Barriers to adaptive reuse of the tannery are cited as low ceilings, changes of level inside, alterations required to meet ADA or handicapped requirements and fire damage. After describing the models, diagrams of the developer’s architect and the “documented program requirements such s number of rooms, parking, access, and critical adjacencies” the report says “staff concurs with the (applicants’) findings that there is no economically feasible plan to preserve the structure in a manner that would not significantly detract from (the Trolley Building), another significant historic resource and the historic district in general.”

Mistake on building codes

It fails to note the exemptions to these rules allowed under historic preservation practice. If modern building codes were insisted upon for all rehabbed historic buildings none would be rehabbed. They all rely on special exceptions to regular code requirements.

The staff report then turns to the three ‘outs’ in the land management code of 1. deterrent to a major improvement program, 2. financial hardship or 3. best interests of a majority. The staff simply accept at face value the claim by project proponents that this is a “major improvement program” although a better argument can be made that it is extremely wasteful and that the proposed public subsidies of a program taking seven years already in planning and design has itself been a deterrent to multiple improvements funded by the private sector that would amount to a real productive improvement program. Instead what we have is a major speculative project that might or might not end up a net improvement for the city, that is very burdensome because of the risk and upfront costs it imposes on taxpayers at three levels of government.

Stage cluelessness about PPPs

The staff report also misrepresents the project as a public-private partnership (PPP) listing the organizations that comprised the private sector members of the Mayor’s Hotel Advisory Committee — chamber of commerce, downtown partnership, major employers group etc — as somehow involved in a PPP. None of these have ever been proposed to participate in the hotel enterprise itself.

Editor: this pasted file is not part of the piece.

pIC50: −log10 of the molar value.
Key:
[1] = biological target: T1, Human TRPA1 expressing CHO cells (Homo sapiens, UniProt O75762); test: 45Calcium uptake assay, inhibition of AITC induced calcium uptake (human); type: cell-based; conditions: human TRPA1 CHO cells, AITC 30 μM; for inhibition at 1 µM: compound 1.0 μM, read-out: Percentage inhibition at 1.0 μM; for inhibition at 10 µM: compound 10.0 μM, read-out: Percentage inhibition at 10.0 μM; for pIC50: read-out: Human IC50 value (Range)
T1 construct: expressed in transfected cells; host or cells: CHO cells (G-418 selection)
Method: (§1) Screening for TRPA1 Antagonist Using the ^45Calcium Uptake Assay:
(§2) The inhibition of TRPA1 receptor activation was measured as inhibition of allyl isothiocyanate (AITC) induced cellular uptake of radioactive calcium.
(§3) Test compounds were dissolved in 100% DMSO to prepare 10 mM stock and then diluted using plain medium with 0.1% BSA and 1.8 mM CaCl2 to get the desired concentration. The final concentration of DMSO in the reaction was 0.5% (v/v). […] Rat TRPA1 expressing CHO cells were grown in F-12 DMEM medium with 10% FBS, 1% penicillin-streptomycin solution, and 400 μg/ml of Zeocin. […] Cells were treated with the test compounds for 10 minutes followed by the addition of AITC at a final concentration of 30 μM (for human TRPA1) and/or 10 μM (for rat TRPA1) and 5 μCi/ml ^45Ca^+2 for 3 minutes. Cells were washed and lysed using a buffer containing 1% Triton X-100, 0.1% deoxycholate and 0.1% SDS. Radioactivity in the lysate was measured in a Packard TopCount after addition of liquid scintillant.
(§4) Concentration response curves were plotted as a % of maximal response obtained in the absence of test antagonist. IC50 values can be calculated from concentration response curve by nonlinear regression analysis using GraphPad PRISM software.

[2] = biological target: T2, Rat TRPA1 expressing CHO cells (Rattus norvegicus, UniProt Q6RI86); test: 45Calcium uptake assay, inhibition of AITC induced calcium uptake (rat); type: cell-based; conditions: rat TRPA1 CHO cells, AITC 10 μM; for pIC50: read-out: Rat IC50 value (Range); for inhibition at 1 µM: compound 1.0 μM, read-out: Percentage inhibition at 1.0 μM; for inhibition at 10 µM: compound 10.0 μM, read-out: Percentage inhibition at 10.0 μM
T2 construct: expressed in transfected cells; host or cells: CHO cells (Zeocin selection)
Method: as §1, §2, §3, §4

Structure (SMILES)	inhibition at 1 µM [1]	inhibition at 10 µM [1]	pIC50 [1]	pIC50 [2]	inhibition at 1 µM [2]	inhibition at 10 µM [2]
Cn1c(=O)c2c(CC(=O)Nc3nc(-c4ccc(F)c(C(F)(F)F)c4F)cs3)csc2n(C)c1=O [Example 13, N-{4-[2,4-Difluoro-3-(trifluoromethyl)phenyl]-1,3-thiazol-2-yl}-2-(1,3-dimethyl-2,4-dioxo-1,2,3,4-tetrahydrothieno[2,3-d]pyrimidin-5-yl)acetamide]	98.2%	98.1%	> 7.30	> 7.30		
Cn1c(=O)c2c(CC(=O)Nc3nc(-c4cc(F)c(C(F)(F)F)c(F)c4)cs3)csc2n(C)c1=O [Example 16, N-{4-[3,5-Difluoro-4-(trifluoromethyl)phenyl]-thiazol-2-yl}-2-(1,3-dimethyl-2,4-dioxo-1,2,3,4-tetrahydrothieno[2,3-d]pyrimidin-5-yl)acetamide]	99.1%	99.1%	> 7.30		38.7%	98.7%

Northern wing proposed as conference center shown located on Eagles parking lot in Pinnacle/OPX study preserving tannery

There is no partnership proposed in the real sense of partnership, only in the flimflam sense of the propagandist salesman.

The hotel enterprise is to be the Plamondons’ purely private business built physically atop a City public parking garage, the City buying the land and bearing the expense and risk of difficult foundation conditions, as well as an unknown list of other project costs. Real partners get to share in any upside on  the profit side as a match for their outlays. Not here.

Site constraints “compelling”

The staff found “compelling… the unique constraints of the site and the challenges posed by any meaningful redevelopment.” They concur with the applicants view that redevelopment is unlikely without what they call a PPP (substantial public subsidies upfront.)

They note the Commission will “review” the replacement plan after approval of demolition, and that Maryland Historical Trust still has to “resolve adverse impacts” for demolition to occur.



report on vote that the tannery building and site are ‘contributing’ and of unusual importance, July 13:


first staff report July 10 for July 14 meeting